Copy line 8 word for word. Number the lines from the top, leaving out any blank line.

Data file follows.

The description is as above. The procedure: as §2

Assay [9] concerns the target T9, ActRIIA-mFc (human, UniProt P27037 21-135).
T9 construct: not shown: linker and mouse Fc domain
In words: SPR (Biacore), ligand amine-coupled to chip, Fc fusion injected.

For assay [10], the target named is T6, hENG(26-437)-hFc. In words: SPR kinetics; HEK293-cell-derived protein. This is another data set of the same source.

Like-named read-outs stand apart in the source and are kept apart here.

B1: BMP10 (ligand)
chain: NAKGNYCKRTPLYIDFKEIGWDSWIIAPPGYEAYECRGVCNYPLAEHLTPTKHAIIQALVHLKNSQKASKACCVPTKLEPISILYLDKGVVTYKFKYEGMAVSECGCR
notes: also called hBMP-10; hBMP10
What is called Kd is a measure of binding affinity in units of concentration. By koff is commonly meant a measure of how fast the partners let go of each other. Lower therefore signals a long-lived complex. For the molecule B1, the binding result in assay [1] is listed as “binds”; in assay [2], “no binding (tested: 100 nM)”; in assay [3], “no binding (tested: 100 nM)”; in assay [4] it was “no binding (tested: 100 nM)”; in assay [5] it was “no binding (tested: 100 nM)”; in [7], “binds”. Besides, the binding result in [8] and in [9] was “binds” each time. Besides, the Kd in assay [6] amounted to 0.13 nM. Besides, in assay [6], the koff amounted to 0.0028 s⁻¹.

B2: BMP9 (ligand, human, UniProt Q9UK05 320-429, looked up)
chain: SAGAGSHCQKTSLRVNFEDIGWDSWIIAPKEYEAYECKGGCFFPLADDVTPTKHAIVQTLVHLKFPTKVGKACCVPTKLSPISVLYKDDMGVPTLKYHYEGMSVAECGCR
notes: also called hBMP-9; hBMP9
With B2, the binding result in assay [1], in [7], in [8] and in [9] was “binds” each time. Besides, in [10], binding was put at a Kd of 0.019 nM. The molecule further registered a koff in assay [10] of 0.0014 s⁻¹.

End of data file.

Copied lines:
chain: NAKGNYCKRTPLYIDFKEIGWDSWIIAPPGYEAYECRGVCNYPLAEHLTPTKHAIIQALVHLKNSQKASKACCVPTKLEPISILYLDKGVVTYKFKYEGMAVSECGCR